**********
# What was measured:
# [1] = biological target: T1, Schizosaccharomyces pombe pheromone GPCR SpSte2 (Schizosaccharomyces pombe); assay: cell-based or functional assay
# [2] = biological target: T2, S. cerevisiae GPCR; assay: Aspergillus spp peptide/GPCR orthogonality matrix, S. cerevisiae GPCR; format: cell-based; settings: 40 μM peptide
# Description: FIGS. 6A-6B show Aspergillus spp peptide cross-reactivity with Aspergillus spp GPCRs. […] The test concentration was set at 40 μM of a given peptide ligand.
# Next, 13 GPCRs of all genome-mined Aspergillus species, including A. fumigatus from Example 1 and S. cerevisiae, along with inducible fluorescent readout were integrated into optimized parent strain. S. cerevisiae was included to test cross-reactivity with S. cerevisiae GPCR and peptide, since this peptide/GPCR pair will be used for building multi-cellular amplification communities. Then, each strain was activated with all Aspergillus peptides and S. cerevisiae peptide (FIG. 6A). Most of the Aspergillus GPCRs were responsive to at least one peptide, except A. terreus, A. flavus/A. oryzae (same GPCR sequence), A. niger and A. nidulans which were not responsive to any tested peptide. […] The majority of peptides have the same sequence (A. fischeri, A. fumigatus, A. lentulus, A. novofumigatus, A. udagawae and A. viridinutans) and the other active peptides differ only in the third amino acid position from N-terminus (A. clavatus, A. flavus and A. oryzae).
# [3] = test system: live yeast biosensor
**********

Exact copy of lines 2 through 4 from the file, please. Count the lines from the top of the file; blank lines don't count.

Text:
# [1] = biological target: T1, Schizosaccharomyces pombe pheromone GPCR SpSte2 (Schizosaccharomyces pombe); assay: cell-based or functional assay
# [2] = biological target: T2, S. cerevisiae GPCR; assay: Aspergillus spp peptide/GPCR orthogonality matrix, S. cerevisiae GPCR; format: cell-based; settings: 40 μM peptide
# Description: FIGS. 6A-6B show Aspergillus spp peptide cross-reactivity with Aspergillus spp GPCRs. […] The test concentration was set at 40 μM of a given peptide ligand.